Dean and Ang

Hello Mr. Magazine - - BELONG TO SOMETHING -

My dad is my mate. One of my best. I never thought I’d say this, and fif­teen years ago I wouldn’t have, but my dad is ac­tu­ally su­per cool.

When my par­ents mar­ried around forty years ago, they started with noth­ing but $50 to their names. They stud­ied and worked in­cred­i­bly hard. I call them nerds and they were; they openly ad­mit it. Dad wore black thick-rimmed glasses, pat­terned shirts, and glad­i­a­tor san­dals. Now he looks at all the hip­sters and never fails to men­tion how “ahead of his time” he ac­tu­ally was.

My dad’s an ac­coun­tant and fi­nan­cial ad­vi­sor (see above – nerd), but he’s also been a univer­sity lec­turer, se­na­tor in Cam­bo­dia, a Ro­tary Club Pres­i­dent and a killer ta­ble ten­nis player (and by “killer,” I ac­tu­ally mean he was quite ag­gres­sively bad). He’s got the dad-jokes, freely shar­ing them with any­one who’ll lis­ten, and he wears baker boy caps all the time.

My dad and I try to see each other once a fort­night. We’ll grab a cof­fee and chat about life and what’s go­ing on in the world. He lets me vent my angst and prob­lems, breaks them down and shows me sim­ple ways to tackle ev­ery­thing. He has a bril­liant knack for dol­ing out wis­dom like spare change.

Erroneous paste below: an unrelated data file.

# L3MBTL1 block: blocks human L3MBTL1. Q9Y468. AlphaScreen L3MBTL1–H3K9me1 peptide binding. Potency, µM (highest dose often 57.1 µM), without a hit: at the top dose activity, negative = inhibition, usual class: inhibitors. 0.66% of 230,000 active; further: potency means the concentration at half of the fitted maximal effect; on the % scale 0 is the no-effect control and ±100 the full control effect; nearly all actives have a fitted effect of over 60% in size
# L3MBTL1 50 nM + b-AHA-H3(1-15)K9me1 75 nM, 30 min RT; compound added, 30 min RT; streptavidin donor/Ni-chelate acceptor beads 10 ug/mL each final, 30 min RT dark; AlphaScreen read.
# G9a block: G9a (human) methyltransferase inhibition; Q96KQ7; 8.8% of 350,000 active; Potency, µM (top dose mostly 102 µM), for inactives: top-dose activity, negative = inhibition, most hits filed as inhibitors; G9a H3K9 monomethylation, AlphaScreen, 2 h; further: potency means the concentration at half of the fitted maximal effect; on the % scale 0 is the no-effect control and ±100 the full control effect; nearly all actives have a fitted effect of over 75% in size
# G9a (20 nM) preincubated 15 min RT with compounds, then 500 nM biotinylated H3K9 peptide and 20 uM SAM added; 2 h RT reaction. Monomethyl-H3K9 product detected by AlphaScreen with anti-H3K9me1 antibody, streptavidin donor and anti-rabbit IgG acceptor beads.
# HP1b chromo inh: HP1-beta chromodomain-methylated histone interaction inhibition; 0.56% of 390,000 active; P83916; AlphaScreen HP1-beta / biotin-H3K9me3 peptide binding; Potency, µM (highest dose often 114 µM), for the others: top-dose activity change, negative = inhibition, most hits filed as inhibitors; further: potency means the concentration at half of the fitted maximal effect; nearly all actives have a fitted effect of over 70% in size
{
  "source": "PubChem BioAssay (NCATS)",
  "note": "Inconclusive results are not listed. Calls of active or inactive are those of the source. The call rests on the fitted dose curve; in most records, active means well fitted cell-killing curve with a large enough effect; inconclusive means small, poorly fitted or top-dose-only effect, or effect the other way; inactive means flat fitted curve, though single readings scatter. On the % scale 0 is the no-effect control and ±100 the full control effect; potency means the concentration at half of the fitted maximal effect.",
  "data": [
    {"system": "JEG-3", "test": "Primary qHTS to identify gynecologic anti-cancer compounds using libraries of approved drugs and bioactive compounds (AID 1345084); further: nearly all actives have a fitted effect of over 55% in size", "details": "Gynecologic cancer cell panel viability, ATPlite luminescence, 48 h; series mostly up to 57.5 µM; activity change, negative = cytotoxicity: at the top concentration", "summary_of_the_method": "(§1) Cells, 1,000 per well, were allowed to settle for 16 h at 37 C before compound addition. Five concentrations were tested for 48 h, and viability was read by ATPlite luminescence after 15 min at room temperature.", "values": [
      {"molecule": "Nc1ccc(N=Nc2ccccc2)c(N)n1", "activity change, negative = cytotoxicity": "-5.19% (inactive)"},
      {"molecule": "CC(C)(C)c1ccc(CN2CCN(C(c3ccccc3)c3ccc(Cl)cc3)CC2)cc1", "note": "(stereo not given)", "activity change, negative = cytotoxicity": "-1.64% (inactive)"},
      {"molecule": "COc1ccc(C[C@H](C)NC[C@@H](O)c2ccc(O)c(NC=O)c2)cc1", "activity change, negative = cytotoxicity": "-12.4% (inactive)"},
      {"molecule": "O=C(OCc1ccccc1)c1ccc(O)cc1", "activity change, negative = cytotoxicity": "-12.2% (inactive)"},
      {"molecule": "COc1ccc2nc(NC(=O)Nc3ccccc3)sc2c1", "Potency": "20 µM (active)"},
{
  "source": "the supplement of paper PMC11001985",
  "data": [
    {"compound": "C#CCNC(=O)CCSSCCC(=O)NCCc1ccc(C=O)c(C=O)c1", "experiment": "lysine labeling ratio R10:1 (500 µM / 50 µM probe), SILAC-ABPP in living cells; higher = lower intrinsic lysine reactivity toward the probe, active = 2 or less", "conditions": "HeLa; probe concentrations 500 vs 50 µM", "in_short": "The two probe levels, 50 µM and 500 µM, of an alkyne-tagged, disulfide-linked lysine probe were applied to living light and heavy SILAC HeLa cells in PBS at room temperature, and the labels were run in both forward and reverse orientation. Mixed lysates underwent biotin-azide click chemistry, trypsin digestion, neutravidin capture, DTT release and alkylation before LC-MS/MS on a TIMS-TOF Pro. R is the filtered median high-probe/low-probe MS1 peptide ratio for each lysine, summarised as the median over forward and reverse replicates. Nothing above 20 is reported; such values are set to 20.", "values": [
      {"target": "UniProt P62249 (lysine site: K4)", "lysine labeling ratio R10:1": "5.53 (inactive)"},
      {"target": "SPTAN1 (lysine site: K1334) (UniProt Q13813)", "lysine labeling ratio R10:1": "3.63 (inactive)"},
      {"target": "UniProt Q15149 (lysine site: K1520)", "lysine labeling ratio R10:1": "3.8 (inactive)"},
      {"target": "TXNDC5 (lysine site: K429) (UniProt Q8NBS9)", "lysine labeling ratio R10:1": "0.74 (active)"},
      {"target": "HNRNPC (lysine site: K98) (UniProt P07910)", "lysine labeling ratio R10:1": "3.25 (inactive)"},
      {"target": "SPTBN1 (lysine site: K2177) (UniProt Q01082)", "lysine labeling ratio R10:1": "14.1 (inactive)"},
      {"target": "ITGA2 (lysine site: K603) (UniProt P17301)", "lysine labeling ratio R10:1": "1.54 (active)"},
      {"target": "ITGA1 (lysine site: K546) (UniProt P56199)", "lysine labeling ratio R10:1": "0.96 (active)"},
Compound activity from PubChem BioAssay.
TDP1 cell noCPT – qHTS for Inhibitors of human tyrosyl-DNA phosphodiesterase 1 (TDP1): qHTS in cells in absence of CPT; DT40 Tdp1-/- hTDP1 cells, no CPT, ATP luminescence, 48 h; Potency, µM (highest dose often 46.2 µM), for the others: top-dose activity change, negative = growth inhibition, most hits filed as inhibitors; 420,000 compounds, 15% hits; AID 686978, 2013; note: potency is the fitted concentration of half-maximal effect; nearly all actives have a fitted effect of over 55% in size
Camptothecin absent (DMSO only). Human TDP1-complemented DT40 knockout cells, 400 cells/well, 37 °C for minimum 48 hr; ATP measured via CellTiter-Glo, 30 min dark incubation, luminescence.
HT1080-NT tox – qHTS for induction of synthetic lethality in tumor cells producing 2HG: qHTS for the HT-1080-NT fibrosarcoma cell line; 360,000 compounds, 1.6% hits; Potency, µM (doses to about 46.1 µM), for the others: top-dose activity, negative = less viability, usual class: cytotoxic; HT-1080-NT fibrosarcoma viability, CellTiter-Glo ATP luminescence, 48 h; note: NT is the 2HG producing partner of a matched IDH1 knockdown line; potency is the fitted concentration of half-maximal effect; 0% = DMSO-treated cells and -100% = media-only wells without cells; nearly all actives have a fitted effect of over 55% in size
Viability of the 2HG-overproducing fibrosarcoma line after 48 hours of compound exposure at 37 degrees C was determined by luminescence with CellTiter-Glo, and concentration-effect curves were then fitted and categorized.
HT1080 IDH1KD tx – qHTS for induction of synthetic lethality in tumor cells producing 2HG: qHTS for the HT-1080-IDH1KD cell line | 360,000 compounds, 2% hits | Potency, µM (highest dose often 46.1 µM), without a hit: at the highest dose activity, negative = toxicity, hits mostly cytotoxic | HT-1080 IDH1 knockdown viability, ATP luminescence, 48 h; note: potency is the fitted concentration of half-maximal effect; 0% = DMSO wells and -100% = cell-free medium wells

When I was young, our re­la­tion­ship was very dif­fer­ent. I don’t re­mem­ber many con­ver­sa­tions with dad just a lot of pas­sive ag­gres­sive si­lence. He was a worka­holic, and I was an an­gry teen with­out the wis­dom to see the big­ger pic­ture. I thought he worked so much to get away from us, but look­ing back, I see how hard he worked for us, so that my sis­ter and I had the best op­por­tu­ni­ties pos­si­ble. Though now, per­haps to make up for lost time, he’s avail­able for us any­time and for any­thing we need.

Our re­la­tion­ship has grown im­mensely over the years. As we both ma­ture, it’s clearer to see him not as my fa­ther, but as my mate. He lets me make my own choices, my own suc­cesses, and my own fail­ures, but through it all he ac­cepts me com­pletely for who I am, and is al­ways there to sup­port me.

I re­spect and love my dad. Through it all, that will al­ways re­main.

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